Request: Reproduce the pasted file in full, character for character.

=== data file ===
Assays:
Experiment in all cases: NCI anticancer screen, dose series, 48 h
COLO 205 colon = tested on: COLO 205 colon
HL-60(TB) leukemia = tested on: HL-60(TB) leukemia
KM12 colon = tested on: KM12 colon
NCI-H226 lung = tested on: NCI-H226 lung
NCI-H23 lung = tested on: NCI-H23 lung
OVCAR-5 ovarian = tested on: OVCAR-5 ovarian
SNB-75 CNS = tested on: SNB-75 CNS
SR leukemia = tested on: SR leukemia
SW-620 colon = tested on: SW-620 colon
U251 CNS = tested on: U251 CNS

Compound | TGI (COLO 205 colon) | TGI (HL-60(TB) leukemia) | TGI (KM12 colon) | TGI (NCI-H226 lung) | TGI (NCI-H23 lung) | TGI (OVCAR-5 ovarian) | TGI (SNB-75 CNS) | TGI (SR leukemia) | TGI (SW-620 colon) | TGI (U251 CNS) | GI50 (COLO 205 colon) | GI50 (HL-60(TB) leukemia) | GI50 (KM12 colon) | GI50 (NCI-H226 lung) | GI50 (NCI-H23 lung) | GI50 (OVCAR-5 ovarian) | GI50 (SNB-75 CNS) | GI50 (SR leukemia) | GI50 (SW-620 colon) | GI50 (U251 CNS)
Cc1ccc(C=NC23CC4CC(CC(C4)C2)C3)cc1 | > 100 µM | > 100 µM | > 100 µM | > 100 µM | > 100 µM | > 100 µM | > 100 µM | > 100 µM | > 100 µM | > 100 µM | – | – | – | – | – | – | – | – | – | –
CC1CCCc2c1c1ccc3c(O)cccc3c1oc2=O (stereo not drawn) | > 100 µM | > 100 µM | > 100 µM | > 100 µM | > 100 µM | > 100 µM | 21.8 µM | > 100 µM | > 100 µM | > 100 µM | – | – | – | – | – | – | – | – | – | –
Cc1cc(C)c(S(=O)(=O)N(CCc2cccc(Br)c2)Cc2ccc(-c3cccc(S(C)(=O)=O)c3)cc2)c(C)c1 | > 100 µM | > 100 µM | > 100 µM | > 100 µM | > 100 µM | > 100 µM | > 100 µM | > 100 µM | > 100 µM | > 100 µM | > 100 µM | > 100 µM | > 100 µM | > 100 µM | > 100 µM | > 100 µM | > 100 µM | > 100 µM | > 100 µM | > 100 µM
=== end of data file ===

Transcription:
Assays:
Experiment in all cases: NCI anticancer screen, dose series, 48 h
COLO 205 colon = tested on: COLO 205 colon
HL-60(TB) leukemia = tested on: HL-60(TB) leukemia
KM12 colon = tested on: KM12 colon
NCI-H226 lung = tested on: NCI-H226 lung
NCI-H23 lung = tested on: NCI-H23 lung
OVCAR-5 ovarian = tested on: OVCAR-5 ovarian
SNB-75 CNS = tested on: SNB-75 CNS
SR leukemia = tested on: SR leukemia
SW-620 colon = tested on: SW-620 colon
U251 CNS = tested on: U251 CNS

Compound | TGI (COLO 205 colon) | TGI (HL-60(TB) leukemia) | TGI (KM12 colon) | TGI (NCI-H226 lung) | TGI (NCI-H23 lung) | TGI (OVCAR-5 ovarian) | TGI (SNB-75 CNS) | TGI (SR leukemia) | TGI (SW-620 colon) | TGI (U251 CNS) | GI50 (COLO 205 colon) | GI50 (HL-60(TB) leukemia) | GI50 (KM12 colon) | GI50 (NCI-H226 lung) | GI50 (NCI-H23 lung) | GI50 (OVCAR-5 ovarian) | GI50 (SNB-75 CNS) | GI50 (SR leukemia) | GI50 (SW-620 colon) | GI50 (U251 CNS)
Cc1ccc(C=NC23CC4CC(CC(C4)C2)C3)cc1 | > 100 µM | > 100 µM | > 100 µM | > 100 µM | > 100 µM | > 100 µM | > 100 µM | > 100 µM | > 100 µM | > 100 µM | – | – | – | – | – | – | – | – | – | –
CC1CCCc2c1c1ccc3c(O)cccc3c1oc2=O (stereo not drawn) | > 100 µM | > 100 µM | > 100 µM | > 100 µM | > 100 µM | > 100 µM | 21.8 µM | > 100 µM | > 100 µM | > 100 µM | – | – | – | – | – | – | – | – | – | –
Cc1cc(C)c(S(=O)(=O)N(CCc2cccc(Br)c2)Cc2ccc(-c3cccc(S(C)(=O)=O)c3)cc2)c(C)c1 | > 100 µM | > 100 µM | > 100 µM | > 100 µM | > 100 µM | > 100 µM | > 100 µM | > 100 µM | > 100 µM | > 100 µM | > 100 µM | > 100 µM | > 100 µM | > 100 µM | > 100 µM | > 100 µM | > 100 µM | > 100 µM | > 100 µM | > 100 µM